Open Access Journal

ISSN: 2183-2439

Article | Open Access

Are Online Political Influencers Accelerating Democratic Deconsolidation?

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Abstract:  Social media campaigning is increasingly linked with anti-democratic outcomes, with concerns to date centring on paid adverts, rather than organic content produced by a new set of online political influencers. This study systematically compares voter exposure to these new campaign actors with candidate-sponsored ads, as well as established and alternative news sources during the US 2020 presidential election. Specifically, we examine how far higher exposure to these sources is linked with key trends identified in the democratic deconsolidation thesis. We use data from a national YouGov survey designed to measure digital campaign exposure to test our hypotheses. Findings show that while higher exposure to online political influencers is linked to more extremist opinions, followers are not disengaging from conventional politics. Exposure to paid political ads, however, is confirmed as a potential source of growing distrust in political institutions.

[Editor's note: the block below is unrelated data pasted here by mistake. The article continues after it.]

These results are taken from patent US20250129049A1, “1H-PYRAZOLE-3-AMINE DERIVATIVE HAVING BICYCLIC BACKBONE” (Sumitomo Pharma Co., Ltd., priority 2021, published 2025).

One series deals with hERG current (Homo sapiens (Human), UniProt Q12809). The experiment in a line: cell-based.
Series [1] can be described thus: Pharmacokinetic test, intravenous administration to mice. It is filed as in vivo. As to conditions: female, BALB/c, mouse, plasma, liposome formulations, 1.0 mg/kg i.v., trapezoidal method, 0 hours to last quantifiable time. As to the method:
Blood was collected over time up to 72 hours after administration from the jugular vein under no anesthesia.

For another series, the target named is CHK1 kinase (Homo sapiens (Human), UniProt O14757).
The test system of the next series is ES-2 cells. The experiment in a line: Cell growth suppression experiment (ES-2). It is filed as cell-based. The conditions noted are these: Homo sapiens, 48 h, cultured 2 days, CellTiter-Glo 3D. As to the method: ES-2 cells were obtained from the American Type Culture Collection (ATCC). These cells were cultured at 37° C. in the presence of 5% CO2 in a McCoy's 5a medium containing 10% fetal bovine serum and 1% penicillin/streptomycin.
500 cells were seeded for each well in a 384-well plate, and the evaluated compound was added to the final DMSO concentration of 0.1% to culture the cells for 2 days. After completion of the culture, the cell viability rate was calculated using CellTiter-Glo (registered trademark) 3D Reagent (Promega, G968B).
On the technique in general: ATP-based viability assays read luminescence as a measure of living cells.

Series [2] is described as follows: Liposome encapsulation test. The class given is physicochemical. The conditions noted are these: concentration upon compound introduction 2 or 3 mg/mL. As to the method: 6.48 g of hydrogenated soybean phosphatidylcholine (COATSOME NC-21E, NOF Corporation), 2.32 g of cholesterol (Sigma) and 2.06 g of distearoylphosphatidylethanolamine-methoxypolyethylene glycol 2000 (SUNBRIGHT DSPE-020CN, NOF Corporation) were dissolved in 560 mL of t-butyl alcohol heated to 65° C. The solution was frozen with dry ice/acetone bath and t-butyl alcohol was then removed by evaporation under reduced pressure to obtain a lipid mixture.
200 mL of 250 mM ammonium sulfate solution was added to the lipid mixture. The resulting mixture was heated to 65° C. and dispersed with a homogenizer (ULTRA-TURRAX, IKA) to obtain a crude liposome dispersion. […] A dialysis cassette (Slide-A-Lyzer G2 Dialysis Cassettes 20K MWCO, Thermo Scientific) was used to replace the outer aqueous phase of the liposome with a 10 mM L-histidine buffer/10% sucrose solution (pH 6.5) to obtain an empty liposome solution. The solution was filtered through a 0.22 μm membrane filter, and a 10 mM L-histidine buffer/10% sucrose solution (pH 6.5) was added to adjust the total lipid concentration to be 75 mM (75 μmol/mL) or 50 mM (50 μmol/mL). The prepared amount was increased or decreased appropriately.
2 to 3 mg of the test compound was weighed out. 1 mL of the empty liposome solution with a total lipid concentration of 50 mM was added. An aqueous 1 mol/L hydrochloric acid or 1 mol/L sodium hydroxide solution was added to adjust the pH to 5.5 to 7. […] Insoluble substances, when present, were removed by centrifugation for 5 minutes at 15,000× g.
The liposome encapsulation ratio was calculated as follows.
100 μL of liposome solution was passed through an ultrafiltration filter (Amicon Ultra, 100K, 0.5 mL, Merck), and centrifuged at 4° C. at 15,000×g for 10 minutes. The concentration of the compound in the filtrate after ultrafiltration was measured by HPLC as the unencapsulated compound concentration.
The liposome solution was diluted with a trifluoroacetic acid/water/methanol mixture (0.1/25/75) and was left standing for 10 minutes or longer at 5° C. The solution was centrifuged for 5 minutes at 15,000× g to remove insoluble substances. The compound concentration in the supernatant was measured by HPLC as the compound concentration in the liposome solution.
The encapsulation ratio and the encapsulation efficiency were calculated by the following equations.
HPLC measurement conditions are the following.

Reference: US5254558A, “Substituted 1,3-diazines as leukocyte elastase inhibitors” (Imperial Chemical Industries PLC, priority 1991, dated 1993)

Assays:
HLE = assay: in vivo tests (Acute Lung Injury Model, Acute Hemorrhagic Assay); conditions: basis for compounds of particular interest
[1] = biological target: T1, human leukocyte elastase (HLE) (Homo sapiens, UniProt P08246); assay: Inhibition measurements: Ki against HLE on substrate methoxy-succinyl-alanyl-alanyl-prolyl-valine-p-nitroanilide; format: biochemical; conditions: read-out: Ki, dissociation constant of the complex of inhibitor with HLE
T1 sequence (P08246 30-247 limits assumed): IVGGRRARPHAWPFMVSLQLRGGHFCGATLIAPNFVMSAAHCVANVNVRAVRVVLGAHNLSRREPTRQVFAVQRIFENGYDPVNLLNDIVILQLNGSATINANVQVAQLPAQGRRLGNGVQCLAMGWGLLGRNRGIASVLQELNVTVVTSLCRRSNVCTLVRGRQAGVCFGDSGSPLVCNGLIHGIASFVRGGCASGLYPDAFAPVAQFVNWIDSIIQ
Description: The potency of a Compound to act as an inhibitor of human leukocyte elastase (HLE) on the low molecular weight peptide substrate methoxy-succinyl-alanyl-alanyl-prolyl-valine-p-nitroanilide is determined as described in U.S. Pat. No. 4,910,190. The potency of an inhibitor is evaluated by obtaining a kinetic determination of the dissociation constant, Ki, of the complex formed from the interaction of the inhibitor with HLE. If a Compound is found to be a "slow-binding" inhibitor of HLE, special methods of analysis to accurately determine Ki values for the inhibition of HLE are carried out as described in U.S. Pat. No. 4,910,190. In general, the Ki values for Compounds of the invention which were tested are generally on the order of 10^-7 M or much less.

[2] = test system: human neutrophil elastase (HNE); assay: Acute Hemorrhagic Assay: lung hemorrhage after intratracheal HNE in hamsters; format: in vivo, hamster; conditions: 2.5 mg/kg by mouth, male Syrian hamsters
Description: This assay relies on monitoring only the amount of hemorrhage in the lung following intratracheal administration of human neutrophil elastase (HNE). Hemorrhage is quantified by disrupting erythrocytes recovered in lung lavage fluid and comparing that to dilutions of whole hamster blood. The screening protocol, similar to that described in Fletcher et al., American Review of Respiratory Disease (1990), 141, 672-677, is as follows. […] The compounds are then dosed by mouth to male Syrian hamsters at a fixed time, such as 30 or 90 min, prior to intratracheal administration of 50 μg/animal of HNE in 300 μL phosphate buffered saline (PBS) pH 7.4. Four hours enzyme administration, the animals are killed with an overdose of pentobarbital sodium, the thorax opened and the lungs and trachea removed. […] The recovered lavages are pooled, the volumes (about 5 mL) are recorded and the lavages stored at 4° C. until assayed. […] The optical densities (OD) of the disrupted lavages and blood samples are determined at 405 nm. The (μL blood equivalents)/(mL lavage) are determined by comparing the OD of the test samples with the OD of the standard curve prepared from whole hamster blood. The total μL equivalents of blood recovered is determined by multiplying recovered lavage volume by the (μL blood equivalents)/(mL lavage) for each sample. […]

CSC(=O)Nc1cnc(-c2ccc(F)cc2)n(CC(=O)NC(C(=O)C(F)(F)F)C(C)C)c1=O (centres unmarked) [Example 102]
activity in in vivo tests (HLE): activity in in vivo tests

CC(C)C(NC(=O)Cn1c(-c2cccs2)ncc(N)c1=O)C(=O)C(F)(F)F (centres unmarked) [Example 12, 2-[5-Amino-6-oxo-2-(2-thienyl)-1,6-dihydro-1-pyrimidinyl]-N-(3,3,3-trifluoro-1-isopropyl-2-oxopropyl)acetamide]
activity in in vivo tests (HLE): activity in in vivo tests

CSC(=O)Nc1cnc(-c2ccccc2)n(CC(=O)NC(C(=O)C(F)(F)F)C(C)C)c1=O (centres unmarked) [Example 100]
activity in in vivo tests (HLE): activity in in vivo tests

Keywords:  democratic deconsolidation; digital campaigning; micro-influencers; online election; online influencers; social media



© Rachel Gibson, Esmeralda Bon, Philipp Darius, Peter Smyth. This is an open access article distributed under the terms of the Creative Commons Attribution 4.0 license (, which permits any use, distribution, and reproduction of the work without further permission provided the original author(s) and source are credited.